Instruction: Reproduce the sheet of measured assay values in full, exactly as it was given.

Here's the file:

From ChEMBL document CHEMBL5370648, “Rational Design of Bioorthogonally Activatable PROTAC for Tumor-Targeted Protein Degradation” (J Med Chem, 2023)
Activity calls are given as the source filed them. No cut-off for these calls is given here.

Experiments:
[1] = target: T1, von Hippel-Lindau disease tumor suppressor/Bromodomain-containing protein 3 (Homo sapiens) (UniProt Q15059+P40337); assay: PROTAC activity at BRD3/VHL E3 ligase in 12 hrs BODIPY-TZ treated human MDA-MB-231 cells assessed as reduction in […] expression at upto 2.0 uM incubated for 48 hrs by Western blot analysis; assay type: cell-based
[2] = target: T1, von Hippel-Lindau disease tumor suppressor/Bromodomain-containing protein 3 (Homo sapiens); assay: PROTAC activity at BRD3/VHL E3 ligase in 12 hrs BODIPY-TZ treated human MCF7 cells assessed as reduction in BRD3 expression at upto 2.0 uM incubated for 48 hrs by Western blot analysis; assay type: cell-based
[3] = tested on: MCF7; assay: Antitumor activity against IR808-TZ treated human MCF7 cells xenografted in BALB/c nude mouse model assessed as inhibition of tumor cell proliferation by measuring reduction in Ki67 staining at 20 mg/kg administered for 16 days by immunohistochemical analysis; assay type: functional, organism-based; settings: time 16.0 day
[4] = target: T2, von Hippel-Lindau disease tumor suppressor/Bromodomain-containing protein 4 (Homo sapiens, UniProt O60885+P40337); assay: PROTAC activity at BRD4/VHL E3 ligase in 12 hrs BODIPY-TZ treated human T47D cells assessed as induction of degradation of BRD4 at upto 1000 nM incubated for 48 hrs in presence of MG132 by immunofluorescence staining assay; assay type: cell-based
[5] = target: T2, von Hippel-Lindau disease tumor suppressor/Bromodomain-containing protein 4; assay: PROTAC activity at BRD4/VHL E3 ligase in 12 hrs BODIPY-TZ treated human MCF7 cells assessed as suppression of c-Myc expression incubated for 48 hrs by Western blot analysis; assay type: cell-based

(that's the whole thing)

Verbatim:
From ChEMBL document CHEMBL5370648, “Rational Design of Bioorthogonally Activatable PROTAC for Tumor-Targeted Protein Degradation” (J Med Chem, 2023)
Activity calls are given as the source filed them. No cut-off for these calls is given here.

Experiments:
[1] = target: T1, von Hippel-Lindau disease tumor suppressor/Bromodomain-containing protein 3 (Homo sapiens) (UniProt Q15059+P40337); assay: PROTAC activity at BRD3/VHL E3 ligase in 12 hrs BODIPY-TZ treated human MDA-MB-231 cells assessed as reduction in […] expression at upto 2.0 uM incubated for 48 hrs by Western blot analysis; assay type: cell-based
[2] = target: T1, von Hippel-Lindau disease tumor suppressor/Bromodomain-containing protein 3 (Homo sapiens); assay: PROTAC activity at BRD3/VHL E3 ligase in 12 hrs BODIPY-TZ treated human MCF7 cells assessed as reduction in BRD3 expression at upto 2.0 uM incubated for 48 hrs by Western blot analysis; assay type: cell-based
[3] = tested on: MCF7; assay: Antitumor activity against IR808-TZ treated human MCF7 cells xenografted in BALB/c nude mouse model assessed as inhibition of tumor cell proliferation by measuring reduction in Ki67 staining at 20 mg/kg administered for 16 days by immunohistochemical analysis; assay type: functional, organism-based; settings: time 16.0 day
[4] = target: T2, von Hippel-Lindau disease tumor suppressor/Bromodomain-containing protein 4 (Homo sapiens, UniProt O60885+P40337); assay: PROTAC activity at BRD4/VHL E3 ligase in 12 hrs BODIPY-TZ treated human T47D cells assessed as induction of degradation of BRD4 at upto 1000 nM incubated for 48 hrs in presence of MG132 by immunofluorescence staining assay; assay type: cell-based
[5] = target: T2, von Hippel-Lindau disease tumor suppressor/Bromodomain-containing protein 4; assay: PROTAC activity at BRD4/VHL E3 ligase in 12 hrs BODIPY-TZ treated human MCF7 cells assessed as suppression of c-Myc expression incubated for 48 hrs by Western blot analysis; assay type: cell-based